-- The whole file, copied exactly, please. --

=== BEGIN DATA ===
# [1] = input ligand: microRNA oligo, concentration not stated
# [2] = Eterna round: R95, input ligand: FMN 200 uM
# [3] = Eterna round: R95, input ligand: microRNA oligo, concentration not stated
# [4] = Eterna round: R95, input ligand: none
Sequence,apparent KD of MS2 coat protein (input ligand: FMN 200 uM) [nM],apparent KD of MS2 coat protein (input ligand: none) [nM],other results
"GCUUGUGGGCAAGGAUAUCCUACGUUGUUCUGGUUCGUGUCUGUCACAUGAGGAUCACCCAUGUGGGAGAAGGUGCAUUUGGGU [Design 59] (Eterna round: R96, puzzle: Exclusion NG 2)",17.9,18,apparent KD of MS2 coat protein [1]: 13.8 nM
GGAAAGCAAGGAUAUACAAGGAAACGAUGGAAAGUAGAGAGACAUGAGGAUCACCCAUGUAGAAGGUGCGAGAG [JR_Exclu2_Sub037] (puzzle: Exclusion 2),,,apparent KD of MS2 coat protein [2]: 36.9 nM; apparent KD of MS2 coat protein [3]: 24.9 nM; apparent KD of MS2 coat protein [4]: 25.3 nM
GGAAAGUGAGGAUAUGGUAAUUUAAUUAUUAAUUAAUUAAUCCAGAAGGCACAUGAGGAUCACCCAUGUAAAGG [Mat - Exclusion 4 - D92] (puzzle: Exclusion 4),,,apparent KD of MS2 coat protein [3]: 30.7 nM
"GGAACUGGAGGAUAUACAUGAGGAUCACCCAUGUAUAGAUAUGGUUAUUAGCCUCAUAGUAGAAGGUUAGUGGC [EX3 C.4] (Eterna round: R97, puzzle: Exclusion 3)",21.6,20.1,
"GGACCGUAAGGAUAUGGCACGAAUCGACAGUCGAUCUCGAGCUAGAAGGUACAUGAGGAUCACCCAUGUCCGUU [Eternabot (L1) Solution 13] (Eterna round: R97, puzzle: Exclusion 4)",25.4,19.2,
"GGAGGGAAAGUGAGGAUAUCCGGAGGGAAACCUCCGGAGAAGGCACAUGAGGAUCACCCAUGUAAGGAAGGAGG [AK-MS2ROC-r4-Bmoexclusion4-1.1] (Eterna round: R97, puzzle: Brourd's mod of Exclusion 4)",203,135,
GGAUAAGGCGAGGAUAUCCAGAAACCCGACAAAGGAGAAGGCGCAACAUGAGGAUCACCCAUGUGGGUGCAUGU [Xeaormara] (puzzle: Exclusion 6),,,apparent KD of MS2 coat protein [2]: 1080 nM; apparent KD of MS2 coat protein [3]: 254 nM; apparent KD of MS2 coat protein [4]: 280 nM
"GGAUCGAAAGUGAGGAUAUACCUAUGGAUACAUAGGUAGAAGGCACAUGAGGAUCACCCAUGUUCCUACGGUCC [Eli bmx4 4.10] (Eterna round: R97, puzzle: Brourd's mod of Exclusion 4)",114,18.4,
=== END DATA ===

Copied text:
# [1] = input ligand: microRNA oligo, concentration not stated
# [2] = Eterna round: R95, input ligand: FMN 200 uM
# [3] = Eterna round: R95, input ligand: microRNA oligo, concentration not stated
# [4] = Eterna round: R95, input ligand: none
Sequence,apparent KD of MS2 coat protein (input ligand: FMN 200 uM) [nM],apparent KD of MS2 coat protein (input ligand: none) [nM],other results
"GCUUGUGGGCAAGGAUAUCCUACGUUGUUCUGGUUCGUGUCUGUCACAUGAGGAUCACCCAUGUGGGAGAAGGUGCAUUUGGGU [Design 59] (Eterna round: R96, puzzle: Exclusion NG 2)",17.9,18,apparent KD of MS2 coat protein [1]: 13.8 nM
GGAAAGCAAGGAUAUACAAGGAAACGAUGGAAAGUAGAGAGACAUGAGGAUCACCCAUGUAGAAGGUGCGAGAG [JR_Exclu2_Sub037] (puzzle: Exclusion 2),,,apparent KD of MS2 coat protein [2]: 36.9 nM; apparent KD of MS2 coat protein [3]: 24.9 nM; apparent KD of MS2 coat protein [4]: 25.3 nM
GGAAAGUGAGGAUAUGGUAAUUUAAUUAUUAAUUAAUUAAUCCAGAAGGCACAUGAGGAUCACCCAUGUAAAGG [Mat - Exclusion 4 - D92] (puzzle: Exclusion 4),,,apparent KD of MS2 coat protein [3]: 30.7 nM
"GGAACUGGAGGAUAUACAUGAGGAUCACCCAUGUAUAGAUAUGGUUAUUAGCCUCAUAGUAGAAGGUUAGUGGC [EX3 C.4] (Eterna round: R97, puzzle: Exclusion 3)",21.6,20.1,
"GGACCGUAAGGAUAUGGCACGAAUCGACAGUCGAUCUCGAGCUAGAAGGUACAUGAGGAUCACCCAUGUCCGUU [Eternabot (L1) Solution 13] (Eterna round: R97, puzzle: Exclusion 4)",25.4,19.2,
"GGAGGGAAAGUGAGGAUAUCCGGAGGGAAACCUCCGGAGAAGGCACAUGAGGAUCACCCAUGUAAGGAAGGAGG [AK-MS2ROC-r4-Bmoexclusion4-1.1] (Eterna round: R97, puzzle: Brourd's mod of Exclusion 4)",203,135,
GGAUAAGGCGAGGAUAUCCAGAAACCCGACAAAGGAGAAGGCGCAACAUGAGGAUCACCCAUGUGGGUGCAUGU [Xeaormara] (puzzle: Exclusion 6),,,apparent KD of MS2 coat protein [2]: 1080 nM; apparent KD of MS2 coat protein [3]: 254 nM; apparent KD of MS2 coat protein [4]: 280 nM
"GGAUCGAAAGUGAGGAUAUACCUAUGGAUACAUAGGUAGAAGGCACAUGAGGAUCACCCAUGUUCCUACGGUCC [Eli bmx4 4.10] (Eterna round: R97, puzzle: Brourd's mod of Exclusion 4)",114,18.4,